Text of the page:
Part D examines ethical, privacy and related issues concerning the use of genetic samples and information in the conduct of human genetic research. Chapter 13 summarises the present regulatory framework for the ethical conduct of research centred on the NHMRC’s National Statement on Ethical Conduct in Research Involving Humans (the National Statement) and on review of research proposals by HRECs.
Human genetic research generates knowledge with the potential to improve dramatically the diagnosis, prevention and treatment of serious health and medical problems. Research also can reveal information about an individual’s susceptibility to disease and hence about the individual’s future health. The recommendations in this Part are intended to balance the interests of researchers—who need access to human genetic samples and information from many sources—and the needs of individuals and their relatives—whose autonomy must be respected and whose privacy must be protected.
The requirements for institutions or HRECs to be registered with the NHMRC and to follow the processes set down in the National Statement are incomplete. For example, there is currently no obligation on private research bodies to adhere to the provisions of the National Statement. Chapter 14 examines these matters and, in light of the increasing commercialisation of human genetic research, recommends strengthening of the mechanisms by which compliance with the National Statement is enforced.
The concept of consent is fundamental to the legal and ethical regulation of human research. Other than in limited and defined circumstances, the National Statement generally requires consent to the use of human tissue samples, genetic material and genetic information in medical research. Chapter 15 highlights concerns about various aspects of consent and, in particular, whether the current provisions under which HRECs may waive consent requirements are adequate to the tasks of protecting privacy and autonomy. A related issue concerns the extent to which researchers are able to obtain consent from potential research participants for the use of their genetic samples or information for unspecified future research. The Inquiry recommends the imposition of new reporting obligations for HRECs about proposals for which waiver of consent has been granted under the National Statement; and augmenting training and other support for HRECs in relation to decision making on waiver of consent. The Inquiry also recommends amending the National Statement to provide clear guidance about obtaining consent to unspecified future human genetic research.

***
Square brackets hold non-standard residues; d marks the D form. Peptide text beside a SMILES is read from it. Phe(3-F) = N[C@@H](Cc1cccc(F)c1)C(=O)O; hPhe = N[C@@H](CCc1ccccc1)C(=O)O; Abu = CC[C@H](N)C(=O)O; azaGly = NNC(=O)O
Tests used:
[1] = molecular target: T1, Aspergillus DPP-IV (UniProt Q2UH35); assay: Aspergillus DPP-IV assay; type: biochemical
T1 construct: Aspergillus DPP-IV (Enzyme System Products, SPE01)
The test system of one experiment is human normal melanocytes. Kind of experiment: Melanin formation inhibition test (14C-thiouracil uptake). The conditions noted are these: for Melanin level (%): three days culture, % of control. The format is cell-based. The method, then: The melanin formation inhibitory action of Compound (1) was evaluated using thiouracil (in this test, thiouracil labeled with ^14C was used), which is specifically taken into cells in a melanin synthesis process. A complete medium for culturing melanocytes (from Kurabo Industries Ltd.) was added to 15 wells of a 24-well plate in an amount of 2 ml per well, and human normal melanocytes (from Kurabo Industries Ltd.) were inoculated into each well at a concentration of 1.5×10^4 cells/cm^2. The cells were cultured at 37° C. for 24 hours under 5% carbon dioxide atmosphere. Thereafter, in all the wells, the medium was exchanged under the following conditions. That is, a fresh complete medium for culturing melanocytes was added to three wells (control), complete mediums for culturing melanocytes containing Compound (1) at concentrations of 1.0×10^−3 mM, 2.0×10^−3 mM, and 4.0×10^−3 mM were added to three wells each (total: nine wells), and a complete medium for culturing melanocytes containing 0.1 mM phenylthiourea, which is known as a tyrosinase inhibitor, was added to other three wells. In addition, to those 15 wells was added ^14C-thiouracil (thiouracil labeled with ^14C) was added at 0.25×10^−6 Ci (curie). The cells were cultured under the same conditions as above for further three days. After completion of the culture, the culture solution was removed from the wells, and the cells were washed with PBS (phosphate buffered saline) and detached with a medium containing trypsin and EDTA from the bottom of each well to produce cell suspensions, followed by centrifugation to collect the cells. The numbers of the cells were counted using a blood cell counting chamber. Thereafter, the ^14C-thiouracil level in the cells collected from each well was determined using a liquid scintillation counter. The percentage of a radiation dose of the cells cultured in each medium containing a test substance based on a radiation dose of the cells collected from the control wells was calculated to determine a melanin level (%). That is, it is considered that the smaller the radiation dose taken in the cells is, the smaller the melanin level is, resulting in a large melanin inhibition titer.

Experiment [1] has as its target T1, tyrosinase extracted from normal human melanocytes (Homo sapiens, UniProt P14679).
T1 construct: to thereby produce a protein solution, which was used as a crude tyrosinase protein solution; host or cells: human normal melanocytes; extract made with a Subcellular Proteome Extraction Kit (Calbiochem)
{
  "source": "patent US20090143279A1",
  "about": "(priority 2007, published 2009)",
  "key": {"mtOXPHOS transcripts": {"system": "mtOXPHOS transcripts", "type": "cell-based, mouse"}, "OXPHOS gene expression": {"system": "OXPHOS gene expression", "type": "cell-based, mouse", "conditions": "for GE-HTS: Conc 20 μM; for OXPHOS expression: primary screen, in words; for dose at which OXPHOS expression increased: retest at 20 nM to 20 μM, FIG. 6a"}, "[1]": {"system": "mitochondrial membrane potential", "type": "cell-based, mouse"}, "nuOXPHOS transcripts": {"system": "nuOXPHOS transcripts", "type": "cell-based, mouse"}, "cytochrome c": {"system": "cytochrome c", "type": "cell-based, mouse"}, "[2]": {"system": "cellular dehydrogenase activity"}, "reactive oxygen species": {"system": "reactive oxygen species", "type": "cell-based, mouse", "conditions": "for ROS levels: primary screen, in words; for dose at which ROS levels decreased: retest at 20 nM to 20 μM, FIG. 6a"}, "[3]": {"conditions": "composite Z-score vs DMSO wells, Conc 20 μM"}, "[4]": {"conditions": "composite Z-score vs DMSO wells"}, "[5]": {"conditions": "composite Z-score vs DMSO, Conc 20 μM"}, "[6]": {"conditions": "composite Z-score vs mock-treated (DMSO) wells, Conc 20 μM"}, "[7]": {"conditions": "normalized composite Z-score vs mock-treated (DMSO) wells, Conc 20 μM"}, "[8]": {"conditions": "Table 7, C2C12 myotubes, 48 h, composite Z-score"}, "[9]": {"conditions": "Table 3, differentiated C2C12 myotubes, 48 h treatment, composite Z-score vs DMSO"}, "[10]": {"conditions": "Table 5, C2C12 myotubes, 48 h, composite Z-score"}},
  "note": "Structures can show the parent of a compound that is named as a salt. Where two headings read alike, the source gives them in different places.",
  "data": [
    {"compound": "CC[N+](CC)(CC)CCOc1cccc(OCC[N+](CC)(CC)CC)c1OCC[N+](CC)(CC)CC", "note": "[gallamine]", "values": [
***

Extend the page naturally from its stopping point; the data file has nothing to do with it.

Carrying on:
The Inquiry suggests that it would be useful for the NHMRC to develop information and advice, including examples and practical guidance, for the preparation of human genetic research protocols and consent forms for human genetic research. The intention of these documents would be to give further direction to researchers and HRECs about what the NHMRC considers to be best practice in the conduct of human genetic research. The content of these documents is discussed in Chapter 16. Particular concerns relate to the coding and de-identification of genetic samples and information, and to the disclosure to research participants of the potential commercialisation of research outcomes.
Chapter 17 discusses a range of options aimed at strengthening the current system of ethical review of human genetic research and the role of HRECs within that system. The Inquiry recommends that the NHMRC develop and implement procedures to promote consistency, efficiency, transparency and accountability in HREC review of human genetic research, through a systematic quality improvement program.
This program should address, among other things: the membership of HRECs and, in particular, the balance between institutional and non-institutional members; the expertise available to HRECs in considering proposals for human genetic research; the on-going monitoring of approved human genetic research projects; the education and training of HREC members; and standardised record keeping and reporting to the NHMRC, including in relation to commercial arrangements. The Inquiry also recommends that the NHMRC should review the need for a formal accreditation system for HRECs in respect of the ethical review of human genetic research.